In a mix of English and Spanish, David takes us through the safety instructions, then the basic “Cobra” move that will get us from prone to upright.  It all seems fairly doable in the sand.  Once in the water, however, it gets more complicated...

Article on the coffee plantations above Tapachula, Chiapas for Volaris (HCP Publishers Miami) in March 2017
The website for Finca Hamburgo claims that their address is “a half a block from heaven.” 
“Perhaps that is why it takes some effort to get there,” I reasoned as the van slowly wound its way up the stone road. 
“I still wonder how my ancestors managed to make it up here back in 1888,” commented Doris Edelmann while relating the history of the place to me.  When her grandparents, Arthur Erich Edelmann and Doris Martens, determined to start a coffee plantation in this area at the invitation of the Mexican government, these hills were nothing but jungle.  After years of progress, along came more hard times during the Revolution which lashed out against all land owners, then again, during World War II, when the Germans were declared enemies of the state.  Despite all this, five generations of the Edelmann family, working together with gifted local Chiapanecos, have crafted a plantation that produces some of Mexico’s finest “café de altura..."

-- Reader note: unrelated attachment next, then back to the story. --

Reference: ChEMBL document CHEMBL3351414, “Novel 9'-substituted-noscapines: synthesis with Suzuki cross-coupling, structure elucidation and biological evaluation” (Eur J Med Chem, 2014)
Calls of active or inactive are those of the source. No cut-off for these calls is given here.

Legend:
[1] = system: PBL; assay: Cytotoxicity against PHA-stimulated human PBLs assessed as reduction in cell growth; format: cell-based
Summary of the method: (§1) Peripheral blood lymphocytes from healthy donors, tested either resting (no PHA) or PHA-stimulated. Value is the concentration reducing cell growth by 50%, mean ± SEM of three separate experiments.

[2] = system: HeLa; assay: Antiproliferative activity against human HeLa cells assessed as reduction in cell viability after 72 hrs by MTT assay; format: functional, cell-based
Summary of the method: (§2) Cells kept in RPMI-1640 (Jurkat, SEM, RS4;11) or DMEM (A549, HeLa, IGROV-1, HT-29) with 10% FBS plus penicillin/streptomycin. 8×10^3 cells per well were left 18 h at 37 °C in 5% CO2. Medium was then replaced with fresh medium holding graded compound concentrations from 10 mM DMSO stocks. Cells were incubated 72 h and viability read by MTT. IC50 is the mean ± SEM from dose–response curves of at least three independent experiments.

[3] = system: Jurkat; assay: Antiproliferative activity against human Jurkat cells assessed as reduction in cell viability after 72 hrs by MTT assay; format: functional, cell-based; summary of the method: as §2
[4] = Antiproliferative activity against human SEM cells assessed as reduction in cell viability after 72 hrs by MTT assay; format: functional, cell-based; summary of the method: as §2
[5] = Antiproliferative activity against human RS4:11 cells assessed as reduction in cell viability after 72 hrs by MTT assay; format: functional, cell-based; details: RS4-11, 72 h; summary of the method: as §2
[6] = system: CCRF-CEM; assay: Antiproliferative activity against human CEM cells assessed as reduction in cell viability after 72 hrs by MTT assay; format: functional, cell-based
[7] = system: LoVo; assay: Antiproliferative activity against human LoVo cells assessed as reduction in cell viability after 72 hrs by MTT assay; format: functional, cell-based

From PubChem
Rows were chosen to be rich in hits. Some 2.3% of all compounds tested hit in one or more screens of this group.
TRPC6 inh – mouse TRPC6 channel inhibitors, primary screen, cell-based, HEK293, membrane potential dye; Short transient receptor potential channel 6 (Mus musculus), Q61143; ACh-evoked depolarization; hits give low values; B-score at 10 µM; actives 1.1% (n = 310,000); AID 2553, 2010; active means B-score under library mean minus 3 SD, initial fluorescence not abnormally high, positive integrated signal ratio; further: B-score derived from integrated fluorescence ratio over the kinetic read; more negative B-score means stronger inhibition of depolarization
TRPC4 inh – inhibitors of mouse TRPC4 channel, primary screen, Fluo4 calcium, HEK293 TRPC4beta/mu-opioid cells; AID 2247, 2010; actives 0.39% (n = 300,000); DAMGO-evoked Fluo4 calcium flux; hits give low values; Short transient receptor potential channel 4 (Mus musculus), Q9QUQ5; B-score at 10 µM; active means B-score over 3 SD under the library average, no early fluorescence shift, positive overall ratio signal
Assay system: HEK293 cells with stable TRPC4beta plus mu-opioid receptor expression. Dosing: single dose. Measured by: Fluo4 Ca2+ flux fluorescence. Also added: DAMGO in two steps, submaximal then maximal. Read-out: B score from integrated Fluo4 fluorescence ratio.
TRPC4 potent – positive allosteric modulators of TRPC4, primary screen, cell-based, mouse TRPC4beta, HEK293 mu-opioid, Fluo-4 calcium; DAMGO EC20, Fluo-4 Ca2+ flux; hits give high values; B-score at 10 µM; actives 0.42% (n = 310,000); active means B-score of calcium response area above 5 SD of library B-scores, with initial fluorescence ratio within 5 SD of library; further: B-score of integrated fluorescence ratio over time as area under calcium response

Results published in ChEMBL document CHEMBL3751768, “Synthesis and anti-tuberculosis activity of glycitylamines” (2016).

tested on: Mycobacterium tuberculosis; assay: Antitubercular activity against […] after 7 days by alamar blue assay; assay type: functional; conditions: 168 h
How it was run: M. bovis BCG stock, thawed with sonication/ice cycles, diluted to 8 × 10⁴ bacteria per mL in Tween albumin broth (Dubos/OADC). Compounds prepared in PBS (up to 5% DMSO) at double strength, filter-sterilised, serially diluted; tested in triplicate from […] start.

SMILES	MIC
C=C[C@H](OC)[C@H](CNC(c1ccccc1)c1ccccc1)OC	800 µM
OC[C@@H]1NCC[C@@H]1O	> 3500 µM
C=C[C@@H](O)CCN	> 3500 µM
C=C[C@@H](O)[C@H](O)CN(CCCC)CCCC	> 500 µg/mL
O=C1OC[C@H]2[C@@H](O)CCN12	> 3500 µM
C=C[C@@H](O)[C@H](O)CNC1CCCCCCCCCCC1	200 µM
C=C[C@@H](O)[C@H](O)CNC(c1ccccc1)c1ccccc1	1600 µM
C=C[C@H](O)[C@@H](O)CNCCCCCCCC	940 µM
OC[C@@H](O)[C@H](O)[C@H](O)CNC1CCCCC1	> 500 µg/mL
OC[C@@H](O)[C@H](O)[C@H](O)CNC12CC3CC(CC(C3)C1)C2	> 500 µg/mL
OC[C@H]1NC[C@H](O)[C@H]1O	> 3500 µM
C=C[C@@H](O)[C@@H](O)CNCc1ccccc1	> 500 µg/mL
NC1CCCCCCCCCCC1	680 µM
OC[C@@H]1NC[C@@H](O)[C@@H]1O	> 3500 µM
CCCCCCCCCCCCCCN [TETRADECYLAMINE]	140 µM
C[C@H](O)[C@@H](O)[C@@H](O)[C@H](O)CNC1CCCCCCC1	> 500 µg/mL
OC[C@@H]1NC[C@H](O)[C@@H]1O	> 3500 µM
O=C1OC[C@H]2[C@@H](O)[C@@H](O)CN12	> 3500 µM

Article on adventure options in the Pacific Coast city of Mazatlan, Mexico in May of 2015.
The mom looked worried, as if she had lost a bet and was being forced to pay.  Three men were strapping her and her teenage daughter onto a parachute on the beach of the El Cid hotel.
“You see this strap here with the red cloth,” one of them was explaining, “pull on it when you see me raise the flag and let it go when I lower the flag, it’s as easy as that.”  His words of encouragement did nothing to appease her worries.